Supreme Court Rejects Cable-Ownership Case

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The U.S. Supreme Court on Tuesday ended the cable industry's challenge to a
law that allows the Federal Communications Commission to limit the size of cable
companies.

The court issued an order denying review of a case brought by Time Warner
Entertainment, a limited partnership that includes the bulk of AOL Time Warner
Inc.'s cable systems.

The high court did not provide an explanation for its decision denying
review, although the court announced that Justice Sandra Day O'Connor did not
participate in the decision.

Last May, a panel of the U.S. Court of Appeals for the District of Columbia
Circuit ruled that Congress did not violate the First Amendment by allowing the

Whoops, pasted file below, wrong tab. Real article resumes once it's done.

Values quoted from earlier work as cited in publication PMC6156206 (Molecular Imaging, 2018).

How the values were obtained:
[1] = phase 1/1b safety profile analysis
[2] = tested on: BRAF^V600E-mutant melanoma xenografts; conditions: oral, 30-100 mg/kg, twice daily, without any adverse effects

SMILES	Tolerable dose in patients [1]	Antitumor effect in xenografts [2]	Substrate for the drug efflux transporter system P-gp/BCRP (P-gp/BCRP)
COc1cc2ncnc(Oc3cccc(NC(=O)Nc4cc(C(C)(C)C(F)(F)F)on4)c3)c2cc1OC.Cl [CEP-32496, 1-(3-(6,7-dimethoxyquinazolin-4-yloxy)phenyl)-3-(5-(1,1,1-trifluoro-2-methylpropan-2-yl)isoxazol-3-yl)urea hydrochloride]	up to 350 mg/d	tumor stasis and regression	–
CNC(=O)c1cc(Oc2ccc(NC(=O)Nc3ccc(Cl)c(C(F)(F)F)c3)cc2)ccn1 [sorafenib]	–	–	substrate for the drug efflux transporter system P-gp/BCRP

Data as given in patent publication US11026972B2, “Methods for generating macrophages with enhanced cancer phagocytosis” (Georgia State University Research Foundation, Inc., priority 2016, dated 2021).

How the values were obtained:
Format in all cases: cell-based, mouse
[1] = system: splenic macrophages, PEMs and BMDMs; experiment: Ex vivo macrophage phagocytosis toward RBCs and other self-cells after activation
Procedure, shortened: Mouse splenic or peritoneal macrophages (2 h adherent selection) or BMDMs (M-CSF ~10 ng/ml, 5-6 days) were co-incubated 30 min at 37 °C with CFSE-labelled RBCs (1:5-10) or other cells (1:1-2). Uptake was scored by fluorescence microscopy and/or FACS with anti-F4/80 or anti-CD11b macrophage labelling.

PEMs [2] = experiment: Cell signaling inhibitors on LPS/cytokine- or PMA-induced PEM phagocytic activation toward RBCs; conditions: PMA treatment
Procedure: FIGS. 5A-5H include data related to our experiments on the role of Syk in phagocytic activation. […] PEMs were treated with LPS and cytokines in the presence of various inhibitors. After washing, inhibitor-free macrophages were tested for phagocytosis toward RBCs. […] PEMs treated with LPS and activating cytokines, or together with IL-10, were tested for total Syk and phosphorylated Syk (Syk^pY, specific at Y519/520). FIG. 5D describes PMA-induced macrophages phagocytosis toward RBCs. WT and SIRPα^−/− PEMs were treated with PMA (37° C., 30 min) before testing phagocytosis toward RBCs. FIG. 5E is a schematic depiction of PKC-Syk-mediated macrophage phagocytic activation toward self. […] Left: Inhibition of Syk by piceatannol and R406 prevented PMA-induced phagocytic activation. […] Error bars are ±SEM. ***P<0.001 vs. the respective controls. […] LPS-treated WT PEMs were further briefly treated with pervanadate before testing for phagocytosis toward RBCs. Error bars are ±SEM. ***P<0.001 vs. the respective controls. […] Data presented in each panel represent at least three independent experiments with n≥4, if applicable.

FCC to cap the size of cable systems. Congress passed the law in 1992.

In October 1999, the FCC adopted a rule that limits cable operators to no
more than 30 percent of subscribers to cable, direct-broadcast satellite and
other pay TV services. There are about 85 million pay TV subscribers.

TWE and AT&T Corp. are challenging the 30 percent cap and various
ownership-attribution rules. A decision by a panel of the D.C. Circuit Court is
pending.

In addition to upholding the decision on the cable-ownership law, the Supreme
Court also refused to review the D.C. Circuit's decision upholding the
constitutionality of a law that permits the FCC to cap the number of channels a
cable operator may occupy with affiliated programming.

Under FCC rules, a cable operator may not occupy more than 40 percent of its
first 75 channels with affiliated programming.

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